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As the financial year draws to a close, stamp duty collections in Mumbai seem set to fall short of targets by around 22.76 per cent, with bureaucrats saying realty purchase agreements dipped in the aftermath of the Centre’s decision to demonetise high-value currency notes in November.
Officials from the Department of Registration and Stamps said the total collection in Mumbai in the current finscal is Rs 2,329.52 crore as on March 22, which is 77.24 per cent of the total target of Rs 3,016 crore. The total collection for the state is estimated to cross Rs 20,000 crore by April end, as against the target of Rs 23,500 crore for 2016-17. The overall collection in the state, a senior official said, was 84 per cent of targets.
Officials attribute the drop in collections to demonesation, among other factors. “The overall collection across the state was down since April. After demonetisation, the drop sharpened. Market conditions had not been favourable since April, and agreements drastically reduced after November, with people not opting for transactions,” said an official requesting anonymity.
The office of the Inspector General of Registrations (IGR) registers all types of property deals, including sale and purchase of land, properties, rent and lease agreements. It is the second largest revenue generating department of the state government, after excise.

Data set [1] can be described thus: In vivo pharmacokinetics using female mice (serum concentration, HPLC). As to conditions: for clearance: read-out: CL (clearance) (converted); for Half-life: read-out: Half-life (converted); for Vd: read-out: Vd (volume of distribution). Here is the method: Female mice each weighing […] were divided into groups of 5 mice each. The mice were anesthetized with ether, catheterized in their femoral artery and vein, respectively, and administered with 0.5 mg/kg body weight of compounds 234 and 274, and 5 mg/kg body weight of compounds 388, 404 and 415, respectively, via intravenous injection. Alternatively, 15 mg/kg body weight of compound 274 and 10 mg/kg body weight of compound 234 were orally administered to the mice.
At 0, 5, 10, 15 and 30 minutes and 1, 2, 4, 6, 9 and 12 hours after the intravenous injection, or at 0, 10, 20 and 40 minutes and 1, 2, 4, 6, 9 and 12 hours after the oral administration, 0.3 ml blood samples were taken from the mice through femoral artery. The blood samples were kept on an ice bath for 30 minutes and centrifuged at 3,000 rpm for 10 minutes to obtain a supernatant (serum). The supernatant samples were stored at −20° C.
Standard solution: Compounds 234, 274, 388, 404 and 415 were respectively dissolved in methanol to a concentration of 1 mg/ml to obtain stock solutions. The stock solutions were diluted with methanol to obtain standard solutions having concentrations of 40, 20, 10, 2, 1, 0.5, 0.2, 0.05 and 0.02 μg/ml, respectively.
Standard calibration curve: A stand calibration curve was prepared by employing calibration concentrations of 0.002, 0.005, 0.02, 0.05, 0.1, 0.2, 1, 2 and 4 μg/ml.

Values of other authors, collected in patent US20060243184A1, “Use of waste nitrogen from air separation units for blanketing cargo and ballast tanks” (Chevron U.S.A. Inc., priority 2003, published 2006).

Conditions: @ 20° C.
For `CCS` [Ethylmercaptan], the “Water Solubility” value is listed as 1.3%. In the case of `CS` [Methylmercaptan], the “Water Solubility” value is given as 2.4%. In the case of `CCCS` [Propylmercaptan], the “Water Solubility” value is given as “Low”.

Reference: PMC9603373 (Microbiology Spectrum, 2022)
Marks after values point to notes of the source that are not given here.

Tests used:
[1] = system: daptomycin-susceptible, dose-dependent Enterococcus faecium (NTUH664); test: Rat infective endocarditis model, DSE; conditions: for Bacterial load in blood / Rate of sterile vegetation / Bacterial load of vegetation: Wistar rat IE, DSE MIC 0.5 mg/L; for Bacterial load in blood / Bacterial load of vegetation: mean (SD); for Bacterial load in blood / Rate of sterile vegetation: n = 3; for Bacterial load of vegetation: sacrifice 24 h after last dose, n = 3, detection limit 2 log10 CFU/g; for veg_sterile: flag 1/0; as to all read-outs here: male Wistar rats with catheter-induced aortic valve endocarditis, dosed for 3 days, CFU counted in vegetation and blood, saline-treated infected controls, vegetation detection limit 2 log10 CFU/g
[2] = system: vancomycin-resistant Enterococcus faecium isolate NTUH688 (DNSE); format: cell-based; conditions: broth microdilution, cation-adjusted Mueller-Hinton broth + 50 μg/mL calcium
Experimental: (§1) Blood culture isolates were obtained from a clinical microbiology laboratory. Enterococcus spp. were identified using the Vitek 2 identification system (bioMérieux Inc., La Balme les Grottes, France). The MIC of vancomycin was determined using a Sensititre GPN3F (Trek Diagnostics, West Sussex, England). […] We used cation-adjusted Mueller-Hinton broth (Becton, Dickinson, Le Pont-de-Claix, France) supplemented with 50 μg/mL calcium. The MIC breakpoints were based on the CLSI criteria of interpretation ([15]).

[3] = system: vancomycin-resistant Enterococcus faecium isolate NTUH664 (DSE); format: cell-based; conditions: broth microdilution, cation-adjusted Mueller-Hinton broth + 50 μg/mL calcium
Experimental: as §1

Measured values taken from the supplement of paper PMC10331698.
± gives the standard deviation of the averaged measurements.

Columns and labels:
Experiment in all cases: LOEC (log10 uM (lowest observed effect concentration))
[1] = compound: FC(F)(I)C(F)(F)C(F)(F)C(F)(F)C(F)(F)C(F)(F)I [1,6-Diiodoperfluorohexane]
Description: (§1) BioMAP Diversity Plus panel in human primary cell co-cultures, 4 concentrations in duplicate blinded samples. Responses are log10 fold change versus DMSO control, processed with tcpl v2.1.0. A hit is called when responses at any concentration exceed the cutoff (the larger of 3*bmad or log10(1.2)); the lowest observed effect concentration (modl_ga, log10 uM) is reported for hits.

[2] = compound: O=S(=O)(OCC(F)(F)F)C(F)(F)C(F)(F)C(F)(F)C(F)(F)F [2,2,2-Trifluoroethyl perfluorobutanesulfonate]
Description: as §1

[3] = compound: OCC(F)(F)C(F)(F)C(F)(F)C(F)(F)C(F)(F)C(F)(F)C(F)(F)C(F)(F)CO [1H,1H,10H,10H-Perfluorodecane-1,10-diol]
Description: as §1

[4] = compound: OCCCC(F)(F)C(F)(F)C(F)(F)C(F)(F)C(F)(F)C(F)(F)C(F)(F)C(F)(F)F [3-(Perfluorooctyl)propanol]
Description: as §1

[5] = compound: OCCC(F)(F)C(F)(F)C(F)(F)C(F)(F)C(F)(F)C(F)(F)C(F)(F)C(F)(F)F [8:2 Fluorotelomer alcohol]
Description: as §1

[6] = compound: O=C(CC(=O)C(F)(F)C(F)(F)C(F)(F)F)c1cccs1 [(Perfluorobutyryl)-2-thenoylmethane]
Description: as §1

The official said the drop in collection in Mumbai is higher — 22.76 percent — than in the rest of Maharashtra. Last year in Maharashtra, the total collection was Rs 21,767 crore as against its target of Rs 21,000 crore. While this year’s collection will rise slightly in coming days due to Gudi Padwa, considered an auspicious time for flat purchases, another factor that could cause a small anticipated rise would be the impending announcement of new real estate rates, with the release of the revised Ready Reckoner on March 31, said the official.
In Mumbai, last year’s collection was Rs 2,246.73 crore as against the target of Rs 2,174 crore. It means the overall collection in the city was around 130.35 percent of targets last year. “There are several cases in which people came to inquire about the valuation of properties to know the stamp duty, but did not turn up for actual transactions,” said another official.
Officials added that a recovery was visible in January, after they wrote to the Slum Rehabilitation Authority asking to verify the documents of registration to clear dues. “Also, we attached few bank accounts recently. Some people even went to court seeking a stay, but the court ruled in our favour. Then many others came forward to pay their dues,” said the official, explaining the efforts taken by the department to increase recovery.
Officials added it was unlikely that the market would pick up any time soon, and hence the trend of drop in stamp duty collection was likely to continue for a few more months.